On the other end of the spectrum is KRAS genetic testing in metastatic colon cancer. After seminal research published in 2008 showed that patients without this mutation were more likely to respond to anti-epidermal growth factor receptor (anti-EGFR) monoclonal antibody therapy, the test, even as an LDT, quickly became the de facto standard-of-care.

"A wealth of data came out all at the same time, and almost overnight oncologists started ordering KRAS testing and stopped prescribing the relevant drugs for patients whose tumors had KRAS mutations," recalled Schilsky. "That was a clear example of where if the tumor has a mutation, the drug doesn't work, and you shouldn't give it. That's the kind of discrete information that oncologists are always looking for."

The KRAS test also hit the medical economics jackpot: one anti-EGFR agent, cetuximab, costs anywhere from $110,000–160,000 per year, making an easy argument for reserving this treatment for patients most likely to benefit from it. At the same time, the cost of KRAS testing, about $400, speaks to Hayes' and his colleagues' arguments about the vicious cycle. If the test has that much clinical impact, shouldn't it be valued higher in the medical system?

Is Drug Development a Model?

"The pharmaceutical industry potentially could be a model for how to do biomarker validation and evidence generation. But then we'd have to charge a whole lot more for the tests, which everybody sees as commodities right now," said Hayes' co-author Debra Leonard, MD, PhD, professor and chair of pathology at the University of Vermont College of Medicine in Burlington. "Payers pay the cost of doing the test, but they aren't calculating in the cost of all that evidence generation. That's why drug companies can charge so much, because all the cost of generating evidence is built into the price of a drug when it comes onto the market. There's also good evidence to say that it does or doesn't work, and that's not the case for tests."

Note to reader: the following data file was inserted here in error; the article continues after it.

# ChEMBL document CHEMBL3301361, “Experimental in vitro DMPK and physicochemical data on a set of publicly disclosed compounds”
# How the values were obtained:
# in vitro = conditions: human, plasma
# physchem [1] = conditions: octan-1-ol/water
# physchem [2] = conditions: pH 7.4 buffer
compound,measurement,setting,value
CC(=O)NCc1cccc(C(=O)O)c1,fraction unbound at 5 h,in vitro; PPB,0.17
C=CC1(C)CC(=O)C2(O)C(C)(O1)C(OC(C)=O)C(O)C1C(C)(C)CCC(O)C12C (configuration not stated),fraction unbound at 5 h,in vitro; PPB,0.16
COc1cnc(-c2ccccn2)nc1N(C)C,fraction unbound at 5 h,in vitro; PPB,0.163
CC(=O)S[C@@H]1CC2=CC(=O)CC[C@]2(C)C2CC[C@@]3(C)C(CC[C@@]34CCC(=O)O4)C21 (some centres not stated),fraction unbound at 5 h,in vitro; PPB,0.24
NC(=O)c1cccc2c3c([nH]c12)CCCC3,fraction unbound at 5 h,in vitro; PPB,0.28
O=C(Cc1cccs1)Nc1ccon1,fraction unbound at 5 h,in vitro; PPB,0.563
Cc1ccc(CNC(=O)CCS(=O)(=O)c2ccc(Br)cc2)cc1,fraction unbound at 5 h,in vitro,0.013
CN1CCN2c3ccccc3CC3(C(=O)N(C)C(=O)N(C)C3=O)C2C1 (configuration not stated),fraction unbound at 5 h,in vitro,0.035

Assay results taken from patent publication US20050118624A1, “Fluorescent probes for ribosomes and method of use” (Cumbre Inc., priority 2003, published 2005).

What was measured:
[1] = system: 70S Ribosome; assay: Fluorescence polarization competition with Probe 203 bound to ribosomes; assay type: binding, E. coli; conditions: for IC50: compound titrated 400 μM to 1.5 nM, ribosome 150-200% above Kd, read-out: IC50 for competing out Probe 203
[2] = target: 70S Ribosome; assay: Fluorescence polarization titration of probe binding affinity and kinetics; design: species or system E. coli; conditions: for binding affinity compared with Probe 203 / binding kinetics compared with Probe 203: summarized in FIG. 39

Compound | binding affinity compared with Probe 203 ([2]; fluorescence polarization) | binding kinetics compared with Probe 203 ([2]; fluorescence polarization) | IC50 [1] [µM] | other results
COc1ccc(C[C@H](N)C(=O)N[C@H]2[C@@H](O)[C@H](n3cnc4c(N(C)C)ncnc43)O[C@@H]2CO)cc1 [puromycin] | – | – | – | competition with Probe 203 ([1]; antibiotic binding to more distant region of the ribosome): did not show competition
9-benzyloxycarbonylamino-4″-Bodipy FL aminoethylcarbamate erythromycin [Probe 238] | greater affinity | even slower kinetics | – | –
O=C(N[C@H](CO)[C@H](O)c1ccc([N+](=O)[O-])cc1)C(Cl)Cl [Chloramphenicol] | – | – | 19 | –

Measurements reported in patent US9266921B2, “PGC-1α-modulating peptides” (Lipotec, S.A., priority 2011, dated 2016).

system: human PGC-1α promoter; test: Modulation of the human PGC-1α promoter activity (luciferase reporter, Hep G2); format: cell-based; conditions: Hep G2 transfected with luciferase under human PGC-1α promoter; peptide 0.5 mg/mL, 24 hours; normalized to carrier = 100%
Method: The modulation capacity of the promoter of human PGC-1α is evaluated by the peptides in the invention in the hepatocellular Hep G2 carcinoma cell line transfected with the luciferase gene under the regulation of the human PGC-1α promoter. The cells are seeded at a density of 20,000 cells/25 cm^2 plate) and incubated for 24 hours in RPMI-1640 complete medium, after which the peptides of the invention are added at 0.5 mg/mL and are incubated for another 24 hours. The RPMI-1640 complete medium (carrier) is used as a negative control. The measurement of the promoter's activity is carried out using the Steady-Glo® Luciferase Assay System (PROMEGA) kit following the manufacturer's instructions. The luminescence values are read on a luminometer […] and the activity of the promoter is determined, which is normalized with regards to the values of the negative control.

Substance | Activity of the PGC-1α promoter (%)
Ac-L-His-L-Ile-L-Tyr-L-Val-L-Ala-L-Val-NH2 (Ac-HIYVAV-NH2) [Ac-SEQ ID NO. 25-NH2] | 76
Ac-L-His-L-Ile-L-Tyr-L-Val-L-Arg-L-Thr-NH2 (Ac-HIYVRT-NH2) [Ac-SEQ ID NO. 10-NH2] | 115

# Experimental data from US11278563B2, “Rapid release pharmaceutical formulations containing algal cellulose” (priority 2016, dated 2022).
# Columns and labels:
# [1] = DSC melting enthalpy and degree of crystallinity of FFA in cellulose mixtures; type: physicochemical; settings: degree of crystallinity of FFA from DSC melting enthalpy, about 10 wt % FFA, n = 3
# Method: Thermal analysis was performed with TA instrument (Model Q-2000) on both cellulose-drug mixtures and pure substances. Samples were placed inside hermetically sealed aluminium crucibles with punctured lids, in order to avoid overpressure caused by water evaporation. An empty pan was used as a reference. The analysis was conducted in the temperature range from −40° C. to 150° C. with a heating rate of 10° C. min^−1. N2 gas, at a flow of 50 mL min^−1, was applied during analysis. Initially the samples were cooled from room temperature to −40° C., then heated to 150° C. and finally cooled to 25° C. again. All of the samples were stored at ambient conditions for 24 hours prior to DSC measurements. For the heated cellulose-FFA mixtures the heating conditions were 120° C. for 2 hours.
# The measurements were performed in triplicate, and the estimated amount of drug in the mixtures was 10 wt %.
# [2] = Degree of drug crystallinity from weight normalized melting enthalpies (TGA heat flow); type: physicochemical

To Leonard's point about evidence, the authors cited one cause of the vicious cycle as how FDA regulates approvals for diagnostic tests (See Figure, below). The agency by statute does not have authority to require that proposed tests show clinical utility by improving clinical outcomes, but that is exactly what the authors would like to see. "In the current regulatory environment, many tumor-biomarker tests enter the market with analytical and clinical validity but insufficient information to establish their impact on healthcare outcomes. Thus, few of these tests are included in evidence-based guidelines, leaving healthcare professionals or third-party payers unsure of whether and how to use the tests or how much to pay for them," they wrote.

Vicious to Virtuous

A. Vicious Cycle
Vicious Cycle

Virtuous Cycle
(A) The vicious cycle of tumor-biomarker research and clinical utility.

(B) A proposed virtuous cycle of tumor-biomarker research and clinical utility based on proposals herein.

Used with permission of Science Translational Medicine

Shaking Up the FDA

The authors proposed several solutions to this challenge, some more audacious than others. On the bold side, they suggested that FDA reorganize how it reviews oncology products, consolidating now separate drug and diagnostic reviews into a single oncologic product line managed jointly by the respective drug and biomarker divisions; in the case of the former, the Office of Hematology and Oncology Products in the Center for Drug Evaluation and Research, and in the latter, the Office of In Vitro Diagnostics in the Center for Devices and Radiological Health.